U.S. CIO Urges Feds to Fail Fast, Not Fail Big
Taking a page from the private sector, federal CIO Steve VanRoekel calls for a more agile, iterative approach to government IT projects.
Mon, February 10, 2014
CIO — WASHINGTON — If Steve VanRoekel has his way, the end of large-scale, multi-year federal technology projects is near at hand.
VanRoekel, the CIO of the federal government, is calling for a dramatic shift in the way departments and agencies plan their IT projects. Speaking at a government IT conference last week, he urged attendees to embrace an agile, iterative strategy for tech deployments that would supplant the more ambitious, big-bang approach that has resulted in innumerable projects that ran over budget, past deadline and failed to deliver the anticipated results.
"When I say fail fast versus fail big, we need to think really hard about how we challenge ourselves to break these things down, to start small, to iterate rapidly, to do things in a way that you can fail and learn from that failure and then move quickly into the next phase," VanRoekel said.
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In that sense, he suggests that department and agency CIOs follow the lead of the private sector, where the model of incremental development is in wide use. Talk to startups in Silicon Valley as well as large government IT contractors in Northern Virginia, he said, and agile is "the new normal. This is the mentality."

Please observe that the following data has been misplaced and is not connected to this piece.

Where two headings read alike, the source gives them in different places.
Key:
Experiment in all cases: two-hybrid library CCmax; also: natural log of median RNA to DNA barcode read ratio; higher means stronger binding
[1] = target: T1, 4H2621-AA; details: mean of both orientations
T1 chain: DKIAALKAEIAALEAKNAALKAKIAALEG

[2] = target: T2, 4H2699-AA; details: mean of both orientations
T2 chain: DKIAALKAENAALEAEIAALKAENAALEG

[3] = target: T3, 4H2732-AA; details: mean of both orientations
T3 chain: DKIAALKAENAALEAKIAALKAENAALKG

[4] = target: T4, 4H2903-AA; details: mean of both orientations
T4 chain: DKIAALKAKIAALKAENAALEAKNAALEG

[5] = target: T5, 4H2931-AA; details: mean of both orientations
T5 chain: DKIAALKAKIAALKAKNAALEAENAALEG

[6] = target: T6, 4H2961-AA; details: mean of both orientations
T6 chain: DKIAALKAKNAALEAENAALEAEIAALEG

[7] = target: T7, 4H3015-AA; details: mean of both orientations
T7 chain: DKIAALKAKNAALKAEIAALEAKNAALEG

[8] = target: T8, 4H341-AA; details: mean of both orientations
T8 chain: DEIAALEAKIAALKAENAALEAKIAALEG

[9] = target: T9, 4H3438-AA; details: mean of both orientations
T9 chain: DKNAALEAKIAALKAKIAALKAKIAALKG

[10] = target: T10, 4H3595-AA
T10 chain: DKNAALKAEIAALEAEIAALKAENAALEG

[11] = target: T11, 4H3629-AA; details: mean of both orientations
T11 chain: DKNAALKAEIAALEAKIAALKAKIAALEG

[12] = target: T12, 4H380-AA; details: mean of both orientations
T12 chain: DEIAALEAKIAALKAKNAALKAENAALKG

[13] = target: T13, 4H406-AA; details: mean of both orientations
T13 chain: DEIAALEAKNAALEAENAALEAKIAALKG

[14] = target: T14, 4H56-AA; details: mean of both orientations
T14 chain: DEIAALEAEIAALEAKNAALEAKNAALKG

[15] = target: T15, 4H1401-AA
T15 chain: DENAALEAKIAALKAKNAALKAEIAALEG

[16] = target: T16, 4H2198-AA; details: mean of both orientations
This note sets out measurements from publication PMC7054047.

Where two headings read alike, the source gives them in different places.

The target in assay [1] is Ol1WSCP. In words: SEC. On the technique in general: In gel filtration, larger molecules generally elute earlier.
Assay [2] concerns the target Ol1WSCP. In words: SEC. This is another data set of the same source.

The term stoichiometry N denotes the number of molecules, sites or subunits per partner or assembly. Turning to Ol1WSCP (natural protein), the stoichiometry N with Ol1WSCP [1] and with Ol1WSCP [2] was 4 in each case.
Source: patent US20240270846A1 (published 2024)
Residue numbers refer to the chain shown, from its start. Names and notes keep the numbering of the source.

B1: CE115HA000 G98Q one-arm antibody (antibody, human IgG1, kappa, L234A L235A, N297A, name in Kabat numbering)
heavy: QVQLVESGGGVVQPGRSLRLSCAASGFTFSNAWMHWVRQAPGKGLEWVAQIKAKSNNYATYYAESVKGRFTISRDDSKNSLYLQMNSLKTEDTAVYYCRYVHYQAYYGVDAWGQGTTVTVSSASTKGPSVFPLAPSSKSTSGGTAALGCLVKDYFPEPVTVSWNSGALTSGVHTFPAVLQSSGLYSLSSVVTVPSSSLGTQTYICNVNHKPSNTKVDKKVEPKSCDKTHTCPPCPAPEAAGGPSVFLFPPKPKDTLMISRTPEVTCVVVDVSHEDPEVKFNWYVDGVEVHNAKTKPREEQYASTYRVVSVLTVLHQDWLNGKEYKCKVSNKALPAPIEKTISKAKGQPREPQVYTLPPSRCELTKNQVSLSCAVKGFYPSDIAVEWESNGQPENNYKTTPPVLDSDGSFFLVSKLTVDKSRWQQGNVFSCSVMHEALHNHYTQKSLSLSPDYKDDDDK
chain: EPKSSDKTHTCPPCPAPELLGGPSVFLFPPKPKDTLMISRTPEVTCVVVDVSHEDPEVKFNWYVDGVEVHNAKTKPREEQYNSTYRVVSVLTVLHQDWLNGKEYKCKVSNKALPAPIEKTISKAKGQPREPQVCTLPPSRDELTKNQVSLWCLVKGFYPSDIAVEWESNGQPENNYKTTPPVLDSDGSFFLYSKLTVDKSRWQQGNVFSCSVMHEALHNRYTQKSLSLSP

Then Again, Healthcare.gov Failed Fast and Big
VanRoekel's comments come as the White House is preparing to deliver its proposal for the 2015 budget to Congress. The details have yet to be announced, but VanRoekel hinted that the administration's vision for harnessing technology to drive efficiencies throughout the executive branch will be a signature element of the document.
"The prevailing theme through the budget is tech and innovation," he said. "It's part of everything we do."
In addition to the persistent trends of tightening budgets and the mounting pressure to increase service delivery, government IT workers today operate in the aftermath of the troubled rollout of Healthcare.gov. VanRoekel made only an elliptical reference to the problems with the site, though in the past he has praised the "boldness" and ambition of Healthcare.gov while acknowledging the complexity of consolidating mainframes and other legacy systems into a single website, allowing that "sometimes in [Version 1.0], things don't go the way you expect."
Other government IT observers, with the liberty to speak freely from their position in the private sector, have been less charitable, blasting the development of Healthcare.gov for hewing to the familiar government formula of trying to do too much in one fell swoop, rather than the modular development approach that VanRoekel championed on Thursday.